There is no control for social media platforms in India making them the breeding grounds for fake news says Aroon Purie, chairman and editor-in-chief of India Today in a DW exclusive interview.
DW: What type of media are most successful in India today?
Aroon Purie: Ever since the Indian government allowed private TV broadcasts in 1991, television has trumped newspapers to become the country's most successful media with more than 880 channels today. Among these, news is the most crowded genre with at least 463 24-hour channels in operation today. News channels are sub-segmented into Hindi, English and regional language channels.
TV's proliferation and penetration across the country has been triggered by affordability. Cable TV companies are providing as many as 500 channels for a monthly charge of around Rs 300 ($4.33/3.75 euros).
A decade and a half ago, print accounted for more than half of total advertising in India. Today it's less than one-third of the total advertising pie of $10 billion. TV, which was about a third, now makes up nearly half.
Yet, unlike most other parts of the world, legacy print media is not just growing in India but is also profitable. digital media,, which accounted for about one percent of media revenue in the country 15 years ago, is now 18 percent and growing at a very robust 30 percent per annum. But just like anywhere else in the world, digital media remains unprofitable. Platforms such as Google, Facebook and Twitter account for 90 percent of the total digital advertising pie.
How do Indian media react to rapid technological changes as well as social changes, such as the continued empowerment of minorities and women?
Growth of mobile and social platforms such as Facebook, WhatsApp, Twitter and Instagram is exposing and challenging the whole social landscape. At the same time, social media has become the most popular tool to reach the masses. Prime Minister Narendra Modi is one of the world's most-popular leaders with over 46.5 million followers on Twitter.
India's social media proliferation and penetration also have been enabled by affordability as mobile data rates in India have crashed to the lowest in the world. Indian mobile users get 1 GB of data for Rs 18 ($0.25/0.22 euros) against the world average of Rs 600 ($8.57). Thus, social media is empowering people down to the village and the poorest users.
What is the relationship between leading Indian media and the government?
India is one of the world's most vibrant democracies enabled by the plurality of views, free flow of information and a population that has learned to thrive on chaos.
India does not have a strong constitutional backing for media similar to the First Amendment of the U.S. Constitution but Article 19 (1)(a) of the Constitution of India provides for the right to freedom of speech and expression as fundamental rights. The right to freedom of the press does not exist independently but is part of the right to freedom of speech. Hence, the right to free press is also regarded as a fundamental right.
Former Prime Minister Rajiv Gandhi once said: "Freedom of the press is an article of faith with us, sanctioned by our Constitution, validated by four decades of freedom and indispensable to our future as a nation."
To what extent do populists shape public opinion in India? How do the media combat fake news and hate speech?
Indian media on its face stays neutral and does not have a tradition of endorsing parties like the United States. However, often the leanings of the media become quite apparent from their coverage. Mainstream political parties propagate their agendas through public rallies as well as through debates on national and regional TV. They are also now using social media to propagate their agenda through supporters.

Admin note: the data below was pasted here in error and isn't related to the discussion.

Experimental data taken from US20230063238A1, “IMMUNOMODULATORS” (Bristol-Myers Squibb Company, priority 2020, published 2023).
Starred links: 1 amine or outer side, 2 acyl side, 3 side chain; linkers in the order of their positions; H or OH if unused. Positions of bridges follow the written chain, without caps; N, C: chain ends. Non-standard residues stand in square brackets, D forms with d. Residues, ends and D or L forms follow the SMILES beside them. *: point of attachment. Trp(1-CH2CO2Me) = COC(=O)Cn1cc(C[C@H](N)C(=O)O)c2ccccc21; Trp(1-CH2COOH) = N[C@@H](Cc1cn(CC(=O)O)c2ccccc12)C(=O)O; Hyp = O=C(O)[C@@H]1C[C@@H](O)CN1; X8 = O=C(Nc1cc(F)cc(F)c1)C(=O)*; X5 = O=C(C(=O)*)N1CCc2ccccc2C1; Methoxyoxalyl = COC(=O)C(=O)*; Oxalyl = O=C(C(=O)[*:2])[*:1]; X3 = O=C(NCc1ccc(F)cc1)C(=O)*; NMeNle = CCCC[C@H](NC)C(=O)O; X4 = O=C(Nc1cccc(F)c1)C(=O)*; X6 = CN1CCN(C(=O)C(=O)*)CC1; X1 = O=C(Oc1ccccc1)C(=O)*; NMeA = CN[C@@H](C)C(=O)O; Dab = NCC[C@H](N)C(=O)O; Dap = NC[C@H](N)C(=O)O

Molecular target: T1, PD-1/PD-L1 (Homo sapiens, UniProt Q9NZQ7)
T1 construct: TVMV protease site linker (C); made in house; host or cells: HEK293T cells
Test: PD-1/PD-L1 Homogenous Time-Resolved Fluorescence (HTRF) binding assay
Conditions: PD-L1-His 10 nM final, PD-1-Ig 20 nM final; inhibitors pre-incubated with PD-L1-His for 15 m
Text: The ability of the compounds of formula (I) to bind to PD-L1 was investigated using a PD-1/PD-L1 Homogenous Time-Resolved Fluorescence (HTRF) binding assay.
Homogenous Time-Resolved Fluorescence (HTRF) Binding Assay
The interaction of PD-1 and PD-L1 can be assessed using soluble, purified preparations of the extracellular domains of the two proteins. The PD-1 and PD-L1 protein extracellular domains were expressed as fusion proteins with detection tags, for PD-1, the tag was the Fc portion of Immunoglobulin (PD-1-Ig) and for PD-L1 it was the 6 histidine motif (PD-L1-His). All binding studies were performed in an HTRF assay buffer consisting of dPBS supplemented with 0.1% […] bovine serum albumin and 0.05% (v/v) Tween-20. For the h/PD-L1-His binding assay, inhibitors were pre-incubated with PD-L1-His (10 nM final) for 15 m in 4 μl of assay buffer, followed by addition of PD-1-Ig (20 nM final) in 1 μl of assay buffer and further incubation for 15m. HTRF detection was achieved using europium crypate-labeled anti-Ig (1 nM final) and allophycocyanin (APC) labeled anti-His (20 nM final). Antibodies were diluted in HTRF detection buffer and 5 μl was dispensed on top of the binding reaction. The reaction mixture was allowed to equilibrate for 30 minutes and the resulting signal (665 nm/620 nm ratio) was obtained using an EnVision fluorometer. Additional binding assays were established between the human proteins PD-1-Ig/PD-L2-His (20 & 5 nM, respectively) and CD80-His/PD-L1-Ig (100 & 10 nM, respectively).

Fake news is a scourge. It is often created by politicians themselves or their supporters. The problem gets more acute because of the sophistication of its proliferation. In India, there is no control for social media platforms, the breeding grounds for fake news. Regulations ought to keep pace with change. Mainstream media has set up its own methods to check for fake news. India Today’s own Anti-Fake News War-room (AFWA) initiative is being widely appreciated for its ability to check facts and quickly identify fake news.
In terms of hate speech, India has very strict laws and mainstream media follow them very seriously, specifically by not naming communities and sects in sensitive stories that could erupt in communal tension. The punishment for inciting communal violence is imprisonment for up to three years and a fine as per the court's discretion.
What is your vision for Indian media after the upcoming elections and in the next ten years?
The role of media as a watchdog and as the fourth pillar of democracy continues to be relevant as ever. Higher literacy levels, growing per capita and disposable income will all contribute to keeping media as a vibrant and flourishing industry in India.
The biggest challenge will be how to make digital media viable and make readers pay for credible content. In my view, the establishment of credibility will be the most crucial part of that journey. The industry has already taken the lead in adopting self-regulation but getting the user to pay for credible media will be the challenge to overcome in the next decade.
Aroon Purie is the chairman and editor-in-chief of India Today, India's most diversified media group which has been continuously growing since 1975. He's an advocate of democracy and freedom and an outspoken critic of the rise of protectionism. Purie is the recipient of numerous honors, including the third-highest civilian award of the government of India for his contribution to journalism.